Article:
Boeing gave its iconic 747 jumbo jet a grand sendoff today, marking the end of a 55-year era for airplane manufacturing but vowing that the “Queen of the Skies” will continue its reign for decades to come.
Thousands of onlookers — including past and present Boeing employees, customers, suppliers and VIPs — gathered at the company’s factory in Everett, Wash., for a ceremony marking the handover of Boeing’s last 747 to Atlas Air.
“We do not close this book,” Stan Deal, CEO of Boeing Commercial Airplanes, told the crowd as the jet stood on the tarmac behind him. “It’s just a chapter. We’ll have another chapter of the 747. This airplane will be supported for decades to come, I promise you.”
Atlas Air will operate the 747-8 cargo freighter on behalf of Apex Logistics, a freight forwarder majority-owned by Switzerland’s Kuehne+Nagel Group.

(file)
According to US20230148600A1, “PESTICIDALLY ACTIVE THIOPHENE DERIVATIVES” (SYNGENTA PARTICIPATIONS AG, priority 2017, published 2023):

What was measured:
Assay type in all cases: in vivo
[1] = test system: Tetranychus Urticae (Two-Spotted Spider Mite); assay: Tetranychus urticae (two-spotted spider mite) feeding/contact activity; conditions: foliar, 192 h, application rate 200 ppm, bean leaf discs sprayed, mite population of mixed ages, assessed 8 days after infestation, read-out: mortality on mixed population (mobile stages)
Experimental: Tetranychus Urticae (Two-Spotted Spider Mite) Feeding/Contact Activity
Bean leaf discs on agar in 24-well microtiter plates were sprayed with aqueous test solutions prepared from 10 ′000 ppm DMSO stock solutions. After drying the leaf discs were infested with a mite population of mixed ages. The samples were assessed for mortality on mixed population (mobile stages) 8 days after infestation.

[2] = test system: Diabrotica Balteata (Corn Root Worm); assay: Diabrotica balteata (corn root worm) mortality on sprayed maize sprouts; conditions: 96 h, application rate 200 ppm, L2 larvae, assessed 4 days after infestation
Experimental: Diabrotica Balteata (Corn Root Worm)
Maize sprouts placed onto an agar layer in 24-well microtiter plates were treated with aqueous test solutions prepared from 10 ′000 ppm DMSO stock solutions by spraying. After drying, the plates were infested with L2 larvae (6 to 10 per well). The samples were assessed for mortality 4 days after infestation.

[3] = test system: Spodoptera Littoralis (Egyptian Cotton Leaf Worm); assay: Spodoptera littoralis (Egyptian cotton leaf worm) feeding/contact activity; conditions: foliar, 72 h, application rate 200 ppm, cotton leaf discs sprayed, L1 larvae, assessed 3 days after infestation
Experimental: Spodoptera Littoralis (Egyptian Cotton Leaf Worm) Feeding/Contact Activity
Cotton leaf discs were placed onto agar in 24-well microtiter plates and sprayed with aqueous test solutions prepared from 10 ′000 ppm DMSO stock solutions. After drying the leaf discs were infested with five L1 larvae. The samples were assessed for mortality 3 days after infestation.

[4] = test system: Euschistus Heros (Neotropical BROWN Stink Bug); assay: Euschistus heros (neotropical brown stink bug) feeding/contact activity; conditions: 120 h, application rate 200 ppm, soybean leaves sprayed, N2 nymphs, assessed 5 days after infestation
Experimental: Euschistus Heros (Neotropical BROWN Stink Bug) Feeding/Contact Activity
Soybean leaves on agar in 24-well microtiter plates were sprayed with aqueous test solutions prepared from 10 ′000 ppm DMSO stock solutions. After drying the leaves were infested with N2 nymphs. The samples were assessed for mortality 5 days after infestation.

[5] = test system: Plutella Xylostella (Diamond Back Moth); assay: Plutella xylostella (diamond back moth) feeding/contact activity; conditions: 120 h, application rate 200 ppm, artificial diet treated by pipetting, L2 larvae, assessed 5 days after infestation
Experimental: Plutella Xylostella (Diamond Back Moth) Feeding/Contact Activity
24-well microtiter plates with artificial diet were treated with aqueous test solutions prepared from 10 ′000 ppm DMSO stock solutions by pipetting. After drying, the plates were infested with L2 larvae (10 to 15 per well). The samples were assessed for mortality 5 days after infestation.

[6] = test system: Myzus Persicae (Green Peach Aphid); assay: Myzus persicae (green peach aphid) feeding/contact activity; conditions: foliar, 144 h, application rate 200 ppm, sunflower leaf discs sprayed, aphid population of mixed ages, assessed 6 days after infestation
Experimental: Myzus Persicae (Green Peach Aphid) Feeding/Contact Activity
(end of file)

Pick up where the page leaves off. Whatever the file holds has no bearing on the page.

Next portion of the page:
Due to the evolution of the aviation industry, Boeing’s 747 jets have primarily been sold to cargo carriers in recent years. Smaller, more fuel-efficient jets such as the single-aisle 737 and the wide-body 777 and 787 Dreamliner are typically preferred nowadays for passenger service.
But back in 1968, when the first 747 rolled off Boeing’s assembly line, the jumbo design revolutionized airline service.
“We’re talking about one of the most important airplanes in all of history,” Mike Lombardi, senior corporate historian at Boeing, said in a video preview for today’s handover.